trent polack's internet website

Joy Machine (2016-2018)


Lead Everything.

I started Joy Machine to make games the way I seem them their best: dynamic, interactive, evolutionary, surprising, and challenging players just enough. Joy Machine’s first game was Steel Hunters. Despite being put on an indefinite hold in September 2018, the work I did on Steel Hunters over the two years of its development (alongside contracting) was both the best and most challenging work I’ve done. It required me to bring everything I’ve done over my career together, create a holistic design, and execute on that design. I do not advise, however, past Trent’s idea to “start a game studio with no money”.

I have characterized the work on Steel Hunters as: getting six years of experience over the course of two years. Everything in Steel Hunters — aside from third-party textures and meshes — was done by me. Summary: I learned a lot from research and way more from putting it to practice in content, art pipeline, gameplay code, complex physics and collision detection/response (custom player controller), engine/rendering work, and so on. The most fundamental code-side work — both project-side and Unreal Engine 4-side — was lovingly branded the “Joy Engine”.

The design for the game, however, was what always kept me going. I have this thing for Systems Design (best summarized in an article I wrote for VentureBeat), and this was where I got to combine my years of experience with all those years spent writing about and researching game and systems design in ways I never was able to put into practice. The result was a focus customization for players to define their own style of play within a game world driven by flexible game systems all built to respond to each other in physically-consistent ways; my go-to example being the grass that catches on fire, spreads due to heavy winds, eventually reaching an ammunition crate and the fireworks created by the ignition of piles after piles of bullets. Long-story short: the gameplay goals led to the design and development of what I [very unoriginally] called the “Simulation Core”: a project-independent backend to facilitate the creation of robust, flexible systems in a game/simulation. Basically: architecture to encourage systems-based project development at a design and implementation level to help ensure consistent behavior with common workflow for designers (in and out of game). Anyway. That was a neat thing.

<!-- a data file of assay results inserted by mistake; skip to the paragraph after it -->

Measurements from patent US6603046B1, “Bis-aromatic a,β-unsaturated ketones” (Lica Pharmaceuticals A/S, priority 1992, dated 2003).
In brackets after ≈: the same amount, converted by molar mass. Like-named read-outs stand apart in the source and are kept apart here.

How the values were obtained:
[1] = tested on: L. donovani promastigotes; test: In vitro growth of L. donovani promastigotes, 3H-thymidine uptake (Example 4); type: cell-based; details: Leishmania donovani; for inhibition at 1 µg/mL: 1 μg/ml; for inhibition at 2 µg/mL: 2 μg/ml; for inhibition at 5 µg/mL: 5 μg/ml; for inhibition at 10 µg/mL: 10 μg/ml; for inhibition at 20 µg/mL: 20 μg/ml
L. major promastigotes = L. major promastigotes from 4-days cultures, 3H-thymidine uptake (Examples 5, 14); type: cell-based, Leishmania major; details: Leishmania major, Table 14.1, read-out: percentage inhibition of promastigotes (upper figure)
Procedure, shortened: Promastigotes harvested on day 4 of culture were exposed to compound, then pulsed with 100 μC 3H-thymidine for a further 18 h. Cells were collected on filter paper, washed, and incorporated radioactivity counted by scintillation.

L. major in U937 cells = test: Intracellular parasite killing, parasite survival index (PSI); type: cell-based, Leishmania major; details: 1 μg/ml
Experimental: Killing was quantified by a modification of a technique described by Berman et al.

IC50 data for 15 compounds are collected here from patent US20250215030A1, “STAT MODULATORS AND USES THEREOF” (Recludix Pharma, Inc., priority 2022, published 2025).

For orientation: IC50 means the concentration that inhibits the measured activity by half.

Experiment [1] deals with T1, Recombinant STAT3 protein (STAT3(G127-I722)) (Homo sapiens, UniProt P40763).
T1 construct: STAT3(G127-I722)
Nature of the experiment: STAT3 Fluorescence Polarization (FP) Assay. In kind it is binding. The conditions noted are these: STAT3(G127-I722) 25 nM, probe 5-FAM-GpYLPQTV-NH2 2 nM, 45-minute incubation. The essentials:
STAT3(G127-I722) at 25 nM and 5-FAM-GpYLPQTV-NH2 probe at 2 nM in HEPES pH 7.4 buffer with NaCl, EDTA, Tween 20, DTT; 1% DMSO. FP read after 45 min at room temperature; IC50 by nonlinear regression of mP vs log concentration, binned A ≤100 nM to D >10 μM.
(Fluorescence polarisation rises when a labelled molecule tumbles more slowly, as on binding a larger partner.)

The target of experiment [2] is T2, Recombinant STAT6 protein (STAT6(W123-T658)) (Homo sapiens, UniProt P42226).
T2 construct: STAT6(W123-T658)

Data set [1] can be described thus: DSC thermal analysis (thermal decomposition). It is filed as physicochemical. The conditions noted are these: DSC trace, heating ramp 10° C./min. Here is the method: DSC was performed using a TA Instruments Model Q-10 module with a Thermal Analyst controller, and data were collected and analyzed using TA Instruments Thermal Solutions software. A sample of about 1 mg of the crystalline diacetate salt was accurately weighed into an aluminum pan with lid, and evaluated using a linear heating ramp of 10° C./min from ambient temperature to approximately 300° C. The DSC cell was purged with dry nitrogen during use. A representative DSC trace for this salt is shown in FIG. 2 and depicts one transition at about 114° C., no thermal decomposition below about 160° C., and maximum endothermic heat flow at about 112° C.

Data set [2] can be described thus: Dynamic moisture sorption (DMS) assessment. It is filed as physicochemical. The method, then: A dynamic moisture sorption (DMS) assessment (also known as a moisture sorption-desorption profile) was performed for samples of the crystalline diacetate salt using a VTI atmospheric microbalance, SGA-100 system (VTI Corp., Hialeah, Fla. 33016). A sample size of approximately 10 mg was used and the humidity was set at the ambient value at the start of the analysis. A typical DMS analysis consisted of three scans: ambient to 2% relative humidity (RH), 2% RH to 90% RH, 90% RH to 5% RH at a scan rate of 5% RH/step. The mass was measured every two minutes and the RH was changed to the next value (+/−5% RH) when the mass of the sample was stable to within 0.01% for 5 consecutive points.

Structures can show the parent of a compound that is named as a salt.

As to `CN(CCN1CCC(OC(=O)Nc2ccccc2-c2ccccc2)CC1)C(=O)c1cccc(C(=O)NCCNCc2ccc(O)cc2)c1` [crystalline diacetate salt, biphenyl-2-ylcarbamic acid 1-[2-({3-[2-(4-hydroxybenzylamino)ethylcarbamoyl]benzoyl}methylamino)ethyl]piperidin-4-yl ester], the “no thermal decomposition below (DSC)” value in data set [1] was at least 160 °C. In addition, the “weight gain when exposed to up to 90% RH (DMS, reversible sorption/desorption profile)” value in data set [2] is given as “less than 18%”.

planet3 (2015-2017)

Senior Technical Designer

Lead Experience Developer

Like everyone else in the game industry, I then worked at an edu-tech company called planet3. The goal was to create a multimedia educational curriculum “replacement” (meeting all the necessary standards of existing cirriculum? I only studied being a teacher not actually being one, so the specifics are lost on me). Our approach combined a variety of “interactives” (graphs/diagrams/simple simulations that can be manipulated), “videos” (they’re like moving pixels with audio), and then the “immersive” component: the game part. I started as Sr. Technical Designer and then ended up as Lead Experience Developer (heading up our component’s development).

Things done:

  • Worked on a comprehensive renderering feature set (in Unity) and small touches to overhaul our graphical capabilities even on low-end systems.

  • Prepared our client to run in WebGL 1.0 on Chromebooks.

  • Worked extensively with third-party vendors to ensure good practice and quality deliveries, as well as general support as-needed.

  • Managed the entire Unity development team as we worked towards various milestones leading up to a pilot program launch in Nevada, and the steps to follow.



The planet3 Multimedia Education Platform.


Art+Craft (2015)

Sr. Visual Effects and Technical Artist

I was brought in as a consultant on Crowfall initially. This turned into a contract role as a sort of Senior VFX Artist. Overall, my goal was to help define the look-and-feel of VFX in Crowfall while establishing a workflow that worked best for the team.